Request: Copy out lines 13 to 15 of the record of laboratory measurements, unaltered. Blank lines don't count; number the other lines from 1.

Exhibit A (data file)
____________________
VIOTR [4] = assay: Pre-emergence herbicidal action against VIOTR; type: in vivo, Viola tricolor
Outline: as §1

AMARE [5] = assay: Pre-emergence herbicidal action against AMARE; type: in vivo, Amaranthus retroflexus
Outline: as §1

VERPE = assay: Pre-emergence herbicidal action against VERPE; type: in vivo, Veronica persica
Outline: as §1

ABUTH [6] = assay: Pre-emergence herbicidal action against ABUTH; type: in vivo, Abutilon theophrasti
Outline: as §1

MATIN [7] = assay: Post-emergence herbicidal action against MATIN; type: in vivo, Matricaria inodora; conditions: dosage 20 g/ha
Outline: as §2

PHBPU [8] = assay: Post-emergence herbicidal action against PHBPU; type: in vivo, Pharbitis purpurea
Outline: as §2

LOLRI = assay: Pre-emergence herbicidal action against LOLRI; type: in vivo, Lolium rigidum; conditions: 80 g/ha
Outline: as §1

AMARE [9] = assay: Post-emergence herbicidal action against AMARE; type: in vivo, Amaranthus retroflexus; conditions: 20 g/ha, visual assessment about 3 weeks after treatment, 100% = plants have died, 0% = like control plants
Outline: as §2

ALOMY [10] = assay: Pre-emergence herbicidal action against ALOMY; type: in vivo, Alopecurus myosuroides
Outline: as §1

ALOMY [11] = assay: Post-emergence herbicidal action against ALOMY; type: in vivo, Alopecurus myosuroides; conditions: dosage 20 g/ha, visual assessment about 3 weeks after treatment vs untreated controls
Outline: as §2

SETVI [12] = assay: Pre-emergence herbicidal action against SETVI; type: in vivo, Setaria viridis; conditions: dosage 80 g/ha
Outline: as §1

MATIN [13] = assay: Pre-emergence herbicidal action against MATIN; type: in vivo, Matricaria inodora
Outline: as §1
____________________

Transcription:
LOLRI = assay: Pre-emergence herbicidal action against LOLRI; type: in vivo, Lolium rigidum; conditions: 80 g/ha
Outline: as §1

AMARE [9] = assay: Post-emergence herbicidal action against AMARE; type: in vivo, Amaranthus retroflexus; conditions: 20 g/ha, visual assessment about 3 weeks after treatment, 100% = plants have died, 0% = like control plants